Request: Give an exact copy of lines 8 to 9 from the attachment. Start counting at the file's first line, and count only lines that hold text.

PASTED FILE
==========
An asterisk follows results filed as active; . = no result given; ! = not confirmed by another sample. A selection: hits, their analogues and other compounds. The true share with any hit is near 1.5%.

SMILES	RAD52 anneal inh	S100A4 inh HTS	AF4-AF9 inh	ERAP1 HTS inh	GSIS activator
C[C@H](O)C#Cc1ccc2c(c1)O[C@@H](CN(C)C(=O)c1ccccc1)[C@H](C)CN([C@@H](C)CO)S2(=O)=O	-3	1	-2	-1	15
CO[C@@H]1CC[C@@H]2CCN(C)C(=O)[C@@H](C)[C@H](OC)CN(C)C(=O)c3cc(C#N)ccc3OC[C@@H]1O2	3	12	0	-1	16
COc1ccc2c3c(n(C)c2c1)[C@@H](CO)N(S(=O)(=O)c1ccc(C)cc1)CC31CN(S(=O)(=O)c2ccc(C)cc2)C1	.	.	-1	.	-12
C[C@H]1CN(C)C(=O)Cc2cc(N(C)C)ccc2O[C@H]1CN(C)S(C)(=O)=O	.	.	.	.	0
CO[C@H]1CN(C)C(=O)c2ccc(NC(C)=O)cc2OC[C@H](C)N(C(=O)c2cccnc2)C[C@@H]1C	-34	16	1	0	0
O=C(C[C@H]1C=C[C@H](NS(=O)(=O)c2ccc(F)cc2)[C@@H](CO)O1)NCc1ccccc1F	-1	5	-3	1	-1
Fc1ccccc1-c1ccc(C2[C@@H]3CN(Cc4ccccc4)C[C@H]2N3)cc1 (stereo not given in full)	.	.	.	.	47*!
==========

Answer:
O=C(C[C@H]1C=C[C@H](NS(=O)(=O)c2ccc(F)cc2)[C@@H](CO)O1)NCc1ccccc1F	-1	5	-3	1	-1
Fc1ccccc1-c1ccc(C2[C@@H]3CN(Cc4ccccc4)C[C@H]2N3)cc1 (stereo not given in full)	.	.	.	.	47*!